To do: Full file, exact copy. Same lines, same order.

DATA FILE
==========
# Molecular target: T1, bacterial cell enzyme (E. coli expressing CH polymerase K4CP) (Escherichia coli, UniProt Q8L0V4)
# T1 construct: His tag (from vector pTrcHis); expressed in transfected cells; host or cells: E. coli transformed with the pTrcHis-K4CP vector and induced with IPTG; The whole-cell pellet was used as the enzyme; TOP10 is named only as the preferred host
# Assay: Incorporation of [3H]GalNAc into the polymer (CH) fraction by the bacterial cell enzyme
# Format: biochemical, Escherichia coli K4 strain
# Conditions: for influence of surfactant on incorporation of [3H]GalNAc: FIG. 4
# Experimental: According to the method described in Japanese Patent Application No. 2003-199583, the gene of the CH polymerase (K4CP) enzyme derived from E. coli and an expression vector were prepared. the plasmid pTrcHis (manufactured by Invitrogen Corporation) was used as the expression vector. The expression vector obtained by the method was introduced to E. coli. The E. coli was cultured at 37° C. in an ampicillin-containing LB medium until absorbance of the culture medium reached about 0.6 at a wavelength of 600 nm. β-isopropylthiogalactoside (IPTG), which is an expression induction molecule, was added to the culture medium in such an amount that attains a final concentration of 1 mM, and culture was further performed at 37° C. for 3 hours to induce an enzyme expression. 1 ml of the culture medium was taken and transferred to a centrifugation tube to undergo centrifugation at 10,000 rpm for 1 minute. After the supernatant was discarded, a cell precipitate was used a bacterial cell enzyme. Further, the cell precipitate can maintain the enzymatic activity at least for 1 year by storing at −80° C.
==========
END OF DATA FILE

# Molecular target: T1, bacterial cell enzyme (E. coli expressing CH polymerase K4CP) (Escherichia coli, UniProt Q8L0V4)
# T1 construct: His tag (from vector pTrcHis); expressed in transfected cells; host or cells: E. coli transformed with the pTrcHis-K4CP vector and induced with IPTG; The whole-cell pellet was used as the enzyme; TOP10 is named only as the preferred host
# Assay: Incorporation of [3H]GalNAc into the polymer (CH) fraction by the bacterial cell enzyme
# Format: biochemical, Escherichia coli K4 strain
# Conditions: for influence of surfactant on incorporation of [3H]GalNAc: FIG. 4
# Experimental: According to the method described in Japanese Patent Application No. 2003-199583, the gene of the CH polymerase (K4CP) enzyme derived from E. coli and an expression vector were prepared. the plasmid pTrcHis (manufactured by Invitrogen Corporation) was used as the expression vector. The expression vector obtained by the method was introduced to E. coli. The E. coli was cultured at 37° C. in an ampicillin-containing LB medium until absorbance of the culture medium reached about 0.6 at a wavelength of 600 nm. β-isopropylthiogalactoside (IPTG), which is an expression induction molecule, was added to the culture medium in such an amount that attains a final concentration of 1 mM, and culture was further performed at 37° C. for 3 hours to induce an enzyme expression. 1 ml of the culture medium was taken and transferred to a centrifugation tube to undergo centrifugation at 10,000 rpm for 1 minute. After the supernatant was discarded, a cell precipitate was used a bacterial cell enzyme. Further, the cell precipitate can maintain the enzymatic activity at least for 1 year by storing at −80° C.